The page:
Keep pants on – sure, lady. I strip down to my jocks and lay face down. Immediately beneath my face is a little cactus plant.

A little voice says, ‘Okay, you ready?’

‘Mm hmm,’ I mutter.

She enters. ‘No, no, pants on!’ she chides.

She covers my arse with a towel and begins squirting cold oil on my back. Her hands glide over my back muscles, thumbs crunching the knots in my back with the force of a man.

I suddenly realise, with a surge of disappointment, that this is a legit massage joint. I’m not gonna be copping a hand job today. There’s a checkout scanner from the supermarket bleeping in the background. Someone in the back of the parlour is trying to get a baby to sleep.

‘My new grandson,’ the Chinese masseuse apologises, then adds something in angry Mandarin to someone on the other side of the curtain. The baby’s crying disappears out a back door. ‘Two week old.’

‘Congrats,’ I say. I’m not fully drunk, not by a long shot, but my tongue is loosened enough to blurt out, ‘You’re lucky. My girlfriend was pregnant. Before …’

‘Ah, you have baby, too? But you so young!’

‘Nah – she …’ The words die in my throat as the lump swells.

‘Boy or girl?’ the masseuse asks. We aren’t having the same conversation.


‘Oh, so nice! What his name?’

‘Um. Daniel.’

I feel the tingle in my gut again, the urge to obliterate stronger than ever. Unwanted tears drip onto the little cactus plant below my face: useless salt water that won’t even nourish the plant.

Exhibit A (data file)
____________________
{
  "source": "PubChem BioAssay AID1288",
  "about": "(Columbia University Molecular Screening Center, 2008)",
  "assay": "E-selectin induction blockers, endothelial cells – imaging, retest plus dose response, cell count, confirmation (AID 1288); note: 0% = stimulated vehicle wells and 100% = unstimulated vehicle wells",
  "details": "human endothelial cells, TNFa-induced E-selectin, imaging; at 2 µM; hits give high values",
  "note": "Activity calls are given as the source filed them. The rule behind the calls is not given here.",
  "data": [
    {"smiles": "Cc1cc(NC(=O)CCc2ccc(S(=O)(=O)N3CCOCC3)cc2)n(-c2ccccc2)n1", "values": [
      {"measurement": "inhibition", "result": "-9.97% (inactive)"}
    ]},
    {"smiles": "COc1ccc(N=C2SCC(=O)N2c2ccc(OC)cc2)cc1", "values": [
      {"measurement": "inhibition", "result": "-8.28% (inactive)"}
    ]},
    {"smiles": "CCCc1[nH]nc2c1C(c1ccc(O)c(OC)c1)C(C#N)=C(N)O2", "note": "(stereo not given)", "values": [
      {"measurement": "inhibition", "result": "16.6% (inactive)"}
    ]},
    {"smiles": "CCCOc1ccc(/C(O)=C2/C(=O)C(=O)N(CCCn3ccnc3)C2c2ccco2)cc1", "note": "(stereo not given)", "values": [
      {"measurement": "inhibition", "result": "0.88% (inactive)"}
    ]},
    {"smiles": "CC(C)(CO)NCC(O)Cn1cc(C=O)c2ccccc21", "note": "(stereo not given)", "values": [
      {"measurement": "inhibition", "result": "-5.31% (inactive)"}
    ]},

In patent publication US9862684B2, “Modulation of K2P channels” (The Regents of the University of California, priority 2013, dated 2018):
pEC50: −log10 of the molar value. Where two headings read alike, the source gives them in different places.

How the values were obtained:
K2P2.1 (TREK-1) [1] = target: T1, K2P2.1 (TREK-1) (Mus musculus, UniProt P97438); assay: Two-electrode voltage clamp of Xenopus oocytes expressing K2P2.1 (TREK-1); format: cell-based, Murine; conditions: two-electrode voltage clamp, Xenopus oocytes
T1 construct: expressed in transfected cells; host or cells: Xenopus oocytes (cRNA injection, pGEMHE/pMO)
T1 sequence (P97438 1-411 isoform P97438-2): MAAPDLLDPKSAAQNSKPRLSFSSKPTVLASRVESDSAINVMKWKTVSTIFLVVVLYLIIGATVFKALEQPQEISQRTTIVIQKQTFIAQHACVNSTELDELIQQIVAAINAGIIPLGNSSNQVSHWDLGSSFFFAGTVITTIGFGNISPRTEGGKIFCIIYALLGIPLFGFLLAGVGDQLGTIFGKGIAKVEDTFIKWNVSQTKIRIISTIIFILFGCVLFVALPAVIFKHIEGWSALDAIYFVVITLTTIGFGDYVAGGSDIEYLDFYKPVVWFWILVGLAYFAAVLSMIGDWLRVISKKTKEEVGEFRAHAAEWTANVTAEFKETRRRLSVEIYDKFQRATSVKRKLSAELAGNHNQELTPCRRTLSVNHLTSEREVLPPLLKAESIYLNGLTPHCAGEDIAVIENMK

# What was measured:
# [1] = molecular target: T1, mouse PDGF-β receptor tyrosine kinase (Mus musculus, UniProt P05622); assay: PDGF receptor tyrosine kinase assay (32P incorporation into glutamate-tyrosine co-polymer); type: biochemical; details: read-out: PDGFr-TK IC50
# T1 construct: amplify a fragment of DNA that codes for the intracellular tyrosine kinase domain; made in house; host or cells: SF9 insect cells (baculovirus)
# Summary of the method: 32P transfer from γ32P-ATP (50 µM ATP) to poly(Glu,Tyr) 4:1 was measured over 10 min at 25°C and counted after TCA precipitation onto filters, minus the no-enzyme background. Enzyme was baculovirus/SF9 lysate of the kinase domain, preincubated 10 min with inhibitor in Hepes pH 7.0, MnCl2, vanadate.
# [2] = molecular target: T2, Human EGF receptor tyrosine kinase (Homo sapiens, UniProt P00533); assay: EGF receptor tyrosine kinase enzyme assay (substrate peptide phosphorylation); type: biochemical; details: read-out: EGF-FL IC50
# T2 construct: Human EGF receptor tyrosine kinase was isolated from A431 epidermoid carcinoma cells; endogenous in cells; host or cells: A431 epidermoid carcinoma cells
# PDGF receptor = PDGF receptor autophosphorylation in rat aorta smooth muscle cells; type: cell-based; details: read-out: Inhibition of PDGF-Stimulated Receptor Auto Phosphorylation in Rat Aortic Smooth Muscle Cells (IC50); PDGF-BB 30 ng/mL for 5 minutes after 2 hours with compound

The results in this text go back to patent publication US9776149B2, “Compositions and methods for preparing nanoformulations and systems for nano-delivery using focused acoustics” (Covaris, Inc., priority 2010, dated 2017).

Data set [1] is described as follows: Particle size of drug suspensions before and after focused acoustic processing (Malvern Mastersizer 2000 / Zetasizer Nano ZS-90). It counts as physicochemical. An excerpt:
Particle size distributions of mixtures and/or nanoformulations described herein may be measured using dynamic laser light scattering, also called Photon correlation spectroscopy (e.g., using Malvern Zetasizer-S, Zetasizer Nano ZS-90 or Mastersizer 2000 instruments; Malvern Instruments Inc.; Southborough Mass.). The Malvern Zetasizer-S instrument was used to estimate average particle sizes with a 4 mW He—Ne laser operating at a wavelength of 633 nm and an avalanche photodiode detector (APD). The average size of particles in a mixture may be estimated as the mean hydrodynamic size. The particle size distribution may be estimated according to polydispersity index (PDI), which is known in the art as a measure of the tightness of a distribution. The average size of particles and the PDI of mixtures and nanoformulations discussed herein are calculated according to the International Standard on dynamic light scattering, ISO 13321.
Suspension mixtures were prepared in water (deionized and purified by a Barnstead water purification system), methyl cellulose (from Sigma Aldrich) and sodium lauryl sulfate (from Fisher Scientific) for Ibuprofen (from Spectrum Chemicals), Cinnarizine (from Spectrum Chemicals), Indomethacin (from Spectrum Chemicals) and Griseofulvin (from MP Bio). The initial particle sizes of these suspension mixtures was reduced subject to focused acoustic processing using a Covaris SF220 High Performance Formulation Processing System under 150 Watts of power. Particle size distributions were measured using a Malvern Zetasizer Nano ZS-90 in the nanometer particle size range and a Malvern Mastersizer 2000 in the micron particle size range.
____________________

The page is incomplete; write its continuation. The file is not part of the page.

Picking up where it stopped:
‘Pressure okay?’ the masseuse asks.

‘Uh huh.’

I close my wet eyes, but all I can think of is my son.


After Ashlea fell pregnant, I decided to sort my shit out and get a job. The only good work going was as a labourer with Main Roads, but it was out woop woop – they were bitumising an old gravel road past Mount Magnet. The money was sick. Sleeping in a donga in Magnet wasn’t so fun, but it made the return to Geraldton, and to Ashlea, all the more sweet each month.

The fifth time I came back from Magnet, she texted me to say she would be out to dinner when I got home.

It was a trap.

I stumbled into our shitbox flat in Spalding in the dark. I hadn’t brushed my teeth or had a chewy, because why would I need to? Ashlea was meant to be out.

Except the moment I flicked the light on, there she was, sitting bolt-upright on the sofa, her arms crossed fiercely over her belly.

Her eyes flicked to the bottle of Woodstock under my arm, and then my guilty, unshaven face.

‘You said you were gonna be out,’ I said.

‘You said you’d quit drinking,’ Ashlea snarled. ‘Five months ago.’

She stood up and stalked over to my side, sniffing the air around my face. ‘How many drinks did you have on the bus home?’

‘Five,’ I said at once. I smiled. It was out of guilt, and inebriation.

‘I knew it,’ she said coldly. ‘I thought I smelled it on your breath last time you came home, but I didn’t want to believe it.’ She paced across the room. ‘Did you even go a single day without a drink when you promised to give it up? Or have you been lying to me the whole time?’

I grinned back at her: a sick, unstoppable grin. I felt strangely proud, defying her.

‘I went one day,’ I said. ‘The day after I promised I’d quit, I didn’t touch a drop. And then the next day, Donny invited us boys around and, well, y’know?’ I laughed. ‘I drank every day, and you never even noticed, because I hid it so well.’